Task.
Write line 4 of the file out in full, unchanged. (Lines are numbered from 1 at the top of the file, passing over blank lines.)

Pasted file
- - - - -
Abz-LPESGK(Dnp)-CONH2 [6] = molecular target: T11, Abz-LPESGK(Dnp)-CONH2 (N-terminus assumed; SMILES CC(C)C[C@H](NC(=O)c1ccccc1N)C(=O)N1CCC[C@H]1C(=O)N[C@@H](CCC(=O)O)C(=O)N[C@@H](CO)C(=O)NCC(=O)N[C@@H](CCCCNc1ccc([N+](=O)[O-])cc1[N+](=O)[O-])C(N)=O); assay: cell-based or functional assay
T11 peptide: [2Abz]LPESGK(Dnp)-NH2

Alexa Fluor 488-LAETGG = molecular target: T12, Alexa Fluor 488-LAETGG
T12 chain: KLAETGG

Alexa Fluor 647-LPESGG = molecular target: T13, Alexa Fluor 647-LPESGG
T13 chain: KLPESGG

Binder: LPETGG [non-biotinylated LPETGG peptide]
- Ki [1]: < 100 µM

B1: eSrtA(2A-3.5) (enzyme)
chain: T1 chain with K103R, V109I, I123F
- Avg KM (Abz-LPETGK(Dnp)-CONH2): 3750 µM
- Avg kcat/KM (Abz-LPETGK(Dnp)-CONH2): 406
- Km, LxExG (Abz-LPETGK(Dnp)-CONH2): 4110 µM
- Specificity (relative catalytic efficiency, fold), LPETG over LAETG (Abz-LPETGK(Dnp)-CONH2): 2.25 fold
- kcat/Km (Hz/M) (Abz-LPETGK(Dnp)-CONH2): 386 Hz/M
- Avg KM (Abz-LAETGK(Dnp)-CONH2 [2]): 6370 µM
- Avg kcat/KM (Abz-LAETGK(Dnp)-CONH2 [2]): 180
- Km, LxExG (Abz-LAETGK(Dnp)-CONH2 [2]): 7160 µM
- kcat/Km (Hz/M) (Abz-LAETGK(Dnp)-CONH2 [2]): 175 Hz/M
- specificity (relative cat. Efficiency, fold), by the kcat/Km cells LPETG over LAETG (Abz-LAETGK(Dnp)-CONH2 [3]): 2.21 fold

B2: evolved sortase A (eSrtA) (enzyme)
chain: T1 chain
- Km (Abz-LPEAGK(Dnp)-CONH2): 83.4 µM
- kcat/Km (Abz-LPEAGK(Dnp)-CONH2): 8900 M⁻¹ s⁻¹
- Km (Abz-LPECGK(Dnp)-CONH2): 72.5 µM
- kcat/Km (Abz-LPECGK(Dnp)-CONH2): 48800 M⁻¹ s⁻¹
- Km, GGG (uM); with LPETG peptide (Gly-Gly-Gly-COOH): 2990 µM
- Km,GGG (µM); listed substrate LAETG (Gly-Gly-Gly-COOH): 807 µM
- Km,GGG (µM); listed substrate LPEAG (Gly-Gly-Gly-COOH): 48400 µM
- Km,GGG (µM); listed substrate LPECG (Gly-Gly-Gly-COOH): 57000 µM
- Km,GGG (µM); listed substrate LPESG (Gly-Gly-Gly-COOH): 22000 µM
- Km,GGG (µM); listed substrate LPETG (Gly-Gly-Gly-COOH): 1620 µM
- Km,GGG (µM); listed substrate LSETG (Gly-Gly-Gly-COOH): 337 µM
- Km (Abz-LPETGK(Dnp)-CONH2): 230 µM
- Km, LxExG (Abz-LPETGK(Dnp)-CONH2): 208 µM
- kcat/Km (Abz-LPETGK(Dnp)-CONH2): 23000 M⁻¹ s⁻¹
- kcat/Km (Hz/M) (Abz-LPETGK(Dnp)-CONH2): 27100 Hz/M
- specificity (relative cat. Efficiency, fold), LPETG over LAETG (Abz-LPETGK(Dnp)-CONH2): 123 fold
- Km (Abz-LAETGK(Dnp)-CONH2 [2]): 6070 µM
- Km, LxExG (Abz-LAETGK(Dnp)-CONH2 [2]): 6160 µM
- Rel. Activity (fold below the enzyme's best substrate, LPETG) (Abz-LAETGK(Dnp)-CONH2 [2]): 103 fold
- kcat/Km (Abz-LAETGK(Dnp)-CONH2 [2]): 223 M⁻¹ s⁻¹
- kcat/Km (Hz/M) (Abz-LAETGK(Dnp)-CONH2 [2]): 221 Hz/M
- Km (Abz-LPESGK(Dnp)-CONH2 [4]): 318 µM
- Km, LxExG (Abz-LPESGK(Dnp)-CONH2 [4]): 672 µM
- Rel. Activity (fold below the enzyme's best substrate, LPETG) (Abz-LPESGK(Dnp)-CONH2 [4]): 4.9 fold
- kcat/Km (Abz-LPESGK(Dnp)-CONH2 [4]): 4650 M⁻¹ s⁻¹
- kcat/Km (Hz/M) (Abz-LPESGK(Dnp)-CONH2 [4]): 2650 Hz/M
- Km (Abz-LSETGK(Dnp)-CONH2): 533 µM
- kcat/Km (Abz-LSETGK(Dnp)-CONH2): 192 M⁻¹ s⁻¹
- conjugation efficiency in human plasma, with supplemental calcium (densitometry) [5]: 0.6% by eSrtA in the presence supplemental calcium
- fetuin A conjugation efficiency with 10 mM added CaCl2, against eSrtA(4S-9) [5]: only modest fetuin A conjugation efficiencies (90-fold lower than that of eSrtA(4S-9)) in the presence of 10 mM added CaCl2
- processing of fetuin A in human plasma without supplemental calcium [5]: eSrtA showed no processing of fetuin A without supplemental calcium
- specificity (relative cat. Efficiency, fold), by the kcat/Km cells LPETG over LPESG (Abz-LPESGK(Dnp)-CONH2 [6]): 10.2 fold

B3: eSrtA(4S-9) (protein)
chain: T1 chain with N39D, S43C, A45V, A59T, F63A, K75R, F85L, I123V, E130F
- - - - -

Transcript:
T12 chain: KLAETGG